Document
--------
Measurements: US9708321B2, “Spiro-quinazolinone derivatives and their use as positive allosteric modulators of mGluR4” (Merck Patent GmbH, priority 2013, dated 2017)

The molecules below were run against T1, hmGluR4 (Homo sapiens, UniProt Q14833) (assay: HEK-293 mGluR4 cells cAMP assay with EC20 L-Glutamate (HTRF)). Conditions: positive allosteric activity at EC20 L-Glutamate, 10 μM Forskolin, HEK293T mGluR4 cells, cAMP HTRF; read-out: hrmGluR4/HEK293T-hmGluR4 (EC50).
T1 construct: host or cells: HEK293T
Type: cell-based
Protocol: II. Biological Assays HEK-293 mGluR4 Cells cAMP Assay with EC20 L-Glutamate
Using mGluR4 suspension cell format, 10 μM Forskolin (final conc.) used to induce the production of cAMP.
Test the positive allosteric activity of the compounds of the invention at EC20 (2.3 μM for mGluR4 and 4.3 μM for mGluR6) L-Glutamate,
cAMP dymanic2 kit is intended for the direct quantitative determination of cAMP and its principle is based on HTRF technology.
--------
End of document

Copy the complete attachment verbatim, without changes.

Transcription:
Measurements: US9708321B2, “Spiro-quinazolinone derivatives and their use as positive allosteric modulators of mGluR4” (Merck Patent GmbH, priority 2013, dated 2017)

The molecules below were run against T1, hmGluR4 (Homo sapiens, UniProt Q14833) (assay: HEK-293 mGluR4 cells cAMP assay with EC20 L-Glutamate (HTRF)). Conditions: positive allosteric activity at EC20 L-Glutamate, 10 μM Forskolin, HEK293T mGluR4 cells, cAMP HTRF; read-out: hrmGluR4/HEK293T-hmGluR4 (EC50).
T1 construct: host or cells: HEK293T
Type: cell-based
Protocol: II. Biological Assays HEK-293 mGluR4 Cells cAMP Assay with EC20 L-Glutamate
Using mGluR4 suspension cell format, 10 μM Forskolin (final conc.) used to induce the production of cAMP.
Test the positive allosteric activity of the compounds of the invention at EC20 (2.3 μM for mGluR4 and 4.3 μM for mGluR6) L-Glutamate,
cAMP dymanic2 kit is intended for the direct quantitative determination of cAMP and its principle is based on HTRF technology.